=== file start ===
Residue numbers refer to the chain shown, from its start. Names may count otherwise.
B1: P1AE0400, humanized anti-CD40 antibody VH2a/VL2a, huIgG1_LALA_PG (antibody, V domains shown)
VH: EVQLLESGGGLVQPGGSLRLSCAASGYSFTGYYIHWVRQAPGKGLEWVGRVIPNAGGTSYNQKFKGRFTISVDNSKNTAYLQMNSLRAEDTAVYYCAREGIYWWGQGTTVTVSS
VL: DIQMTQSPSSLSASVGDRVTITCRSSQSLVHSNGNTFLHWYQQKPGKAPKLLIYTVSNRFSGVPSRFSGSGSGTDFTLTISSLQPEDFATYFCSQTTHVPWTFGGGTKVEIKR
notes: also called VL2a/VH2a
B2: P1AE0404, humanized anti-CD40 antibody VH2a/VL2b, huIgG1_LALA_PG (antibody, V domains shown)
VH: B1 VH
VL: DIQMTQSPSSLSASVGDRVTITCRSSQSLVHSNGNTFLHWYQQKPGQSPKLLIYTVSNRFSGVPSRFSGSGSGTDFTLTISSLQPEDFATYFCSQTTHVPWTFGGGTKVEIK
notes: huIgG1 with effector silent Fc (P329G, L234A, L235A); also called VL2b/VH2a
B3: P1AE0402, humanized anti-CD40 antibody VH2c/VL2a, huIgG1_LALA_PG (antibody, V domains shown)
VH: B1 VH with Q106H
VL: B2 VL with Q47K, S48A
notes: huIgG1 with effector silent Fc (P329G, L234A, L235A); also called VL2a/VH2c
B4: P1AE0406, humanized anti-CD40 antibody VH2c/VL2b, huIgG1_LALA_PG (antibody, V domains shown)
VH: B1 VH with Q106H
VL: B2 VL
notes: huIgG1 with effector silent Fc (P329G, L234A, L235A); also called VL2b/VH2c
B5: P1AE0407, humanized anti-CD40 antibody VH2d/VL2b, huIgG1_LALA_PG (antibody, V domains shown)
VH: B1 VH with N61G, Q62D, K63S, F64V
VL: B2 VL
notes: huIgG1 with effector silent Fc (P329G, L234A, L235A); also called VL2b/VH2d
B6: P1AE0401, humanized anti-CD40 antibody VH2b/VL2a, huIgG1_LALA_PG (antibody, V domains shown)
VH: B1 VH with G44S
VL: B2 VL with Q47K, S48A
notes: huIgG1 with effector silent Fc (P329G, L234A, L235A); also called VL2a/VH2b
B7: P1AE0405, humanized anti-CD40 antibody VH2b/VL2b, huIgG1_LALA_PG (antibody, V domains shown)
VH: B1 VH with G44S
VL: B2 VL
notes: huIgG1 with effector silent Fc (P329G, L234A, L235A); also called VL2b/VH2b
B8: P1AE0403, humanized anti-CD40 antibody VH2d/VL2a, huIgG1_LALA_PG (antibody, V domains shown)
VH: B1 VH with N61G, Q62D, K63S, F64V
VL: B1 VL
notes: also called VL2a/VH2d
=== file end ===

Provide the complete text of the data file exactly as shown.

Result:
Residue numbers refer to the chain shown, from its start. Names may count otherwise.
B1: P1AE0400, humanized anti-CD40 antibody VH2a/VL2a, huIgG1_LALA_PG (antibody, V domains shown)
VH: EVQLLESGGGLVQPGGSLRLSCAASGYSFTGYYIHWVRQAPGKGLEWVGRVIPNAGGTSYNQKFKGRFTISVDNSKNTAYLQMNSLRAEDTAVYYCAREGIYWWGQGTTVTVSS
VL: DIQMTQSPSSLSASVGDRVTITCRSSQSLVHSNGNTFLHWYQQKPGKAPKLLIYTVSNRFSGVPSRFSGSGSGTDFTLTISSLQPEDFATYFCSQTTHVPWTFGGGTKVEIKR
notes: also called VL2a/VH2a
B2: P1AE0404, humanized anti-CD40 antibody VH2a/VL2b, huIgG1_LALA_PG (antibody, V domains shown)
VH: B1 VH
VL: DIQMTQSPSSLSASVGDRVTITCRSSQSLVHSNGNTFLHWYQQKPGQSPKLLIYTVSNRFSGVPSRFSGSGSGTDFTLTISSLQPEDFATYFCSQTTHVPWTFGGGTKVEIK
notes: huIgG1 with effector silent Fc (P329G, L234A, L235A); also called VL2b/VH2a
B3: P1AE0402, humanized anti-CD40 antibody VH2c/VL2a, huIgG1_LALA_PG (antibody, V domains shown)
VH: B1 VH with Q106H
VL: B2 VL with Q47K, S48A
notes: huIgG1 with effector silent Fc (P329G, L234A, L235A); also called VL2a/VH2c
B4: P1AE0406, humanized anti-CD40 antibody VH2c/VL2b, huIgG1_LALA_PG (antibody, V domains shown)
VH: B1 VH with Q106H
VL: B2 VL
notes: huIgG1 with effector silent Fc (P329G, L234A, L235A); also called VL2b/VH2c
B5: P1AE0407, humanized anti-CD40 antibody VH2d/VL2b, huIgG1_LALA_PG (antibody, V domains shown)
VH: B1 VH with N61G, Q62D, K63S, F64V
VL: B2 VL
notes: huIgG1 with effector silent Fc (P329G, L234A, L235A); also called VL2b/VH2d
B6: P1AE0401, humanized anti-CD40 antibody VH2b/VL2a, huIgG1_LALA_PG (antibody, V domains shown)
VH: B1 VH with G44S
VL: B2 VL with Q47K, S48A
notes: huIgG1 with effector silent Fc (P329G, L234A, L235A); also called VL2a/VH2b
B7: P1AE0405, humanized anti-CD40 antibody VH2b/VL2b, huIgG1_LALA_PG (antibody, V domains shown)
VH: B1 VH with G44S
VL: B2 VL
notes: huIgG1 with effector silent Fc (P329G, L234A, L235A); also called VL2b/VH2b
B8: P1AE0403, humanized anti-CD40 antibody VH2d/VL2a, huIgG1_LALA_PG (antibody, V domains shown)
VH: B1 VH with N61G, Q62D, K63S, F64V
VL: B1 VL
notes: also called VL2a/VH2d